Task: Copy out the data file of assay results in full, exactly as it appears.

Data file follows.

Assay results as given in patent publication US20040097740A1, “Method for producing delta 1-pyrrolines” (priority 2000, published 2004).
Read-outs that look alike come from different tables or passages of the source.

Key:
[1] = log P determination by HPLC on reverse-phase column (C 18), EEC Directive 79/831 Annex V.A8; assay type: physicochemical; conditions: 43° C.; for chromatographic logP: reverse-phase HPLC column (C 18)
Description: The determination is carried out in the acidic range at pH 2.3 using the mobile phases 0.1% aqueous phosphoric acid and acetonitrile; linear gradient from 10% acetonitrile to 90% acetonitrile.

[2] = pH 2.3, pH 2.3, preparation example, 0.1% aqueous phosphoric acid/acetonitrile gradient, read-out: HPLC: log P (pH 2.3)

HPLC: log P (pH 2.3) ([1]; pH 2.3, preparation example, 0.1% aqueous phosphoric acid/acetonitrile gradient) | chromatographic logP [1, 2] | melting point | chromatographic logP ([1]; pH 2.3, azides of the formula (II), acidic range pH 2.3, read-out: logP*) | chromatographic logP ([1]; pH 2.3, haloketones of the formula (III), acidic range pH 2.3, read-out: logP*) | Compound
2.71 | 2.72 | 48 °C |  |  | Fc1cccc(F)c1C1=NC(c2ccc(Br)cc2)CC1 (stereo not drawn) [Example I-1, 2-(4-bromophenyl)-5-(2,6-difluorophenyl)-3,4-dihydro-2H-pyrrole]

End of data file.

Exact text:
Assay results as given in patent publication US20040097740A1, “Method for producing delta 1-pyrrolines” (priority 2000, published 2004).
Read-outs that look alike come from different tables or passages of the source.

Key:
[1] = log P determination by HPLC on reverse-phase column (C 18), EEC Directive 79/831 Annex V.A8; assay type: physicochemical; conditions: 43° C.; for chromatographic logP: reverse-phase HPLC column (C 18)
Description: The determination is carried out in the acidic range at pH 2.3 using the mobile phases 0.1% aqueous phosphoric acid and acetonitrile; linear gradient from 10% acetonitrile to 90% acetonitrile.

[2] = pH 2.3, pH 2.3, preparation example, 0.1% aqueous phosphoric acid/acetonitrile gradient, read-out: HPLC: log P (pH 2.3)

HPLC: log P (pH 2.3) ([1]; pH 2.3, preparation example, 0.1% aqueous phosphoric acid/acetonitrile gradient) | chromatographic logP [1, 2] | melting point | chromatographic logP ([1]; pH 2.3, azides of the formula (II), acidic range pH 2.3, read-out: logP*) | chromatographic logP ([1]; pH 2.3, haloketones of the formula (III), acidic range pH 2.3, read-out: logP*) | Compound
2.71 | 2.72 | 48 °C |  |  | Fc1cccc(F)c1C1=NC(c2ccc(Br)cc2)CC1 (stereo not drawn) [Example I-1, 2-(4-bromophenyl)-5-(2,6-difluorophenyl)-3,4-dihydro-2H-pyrrole]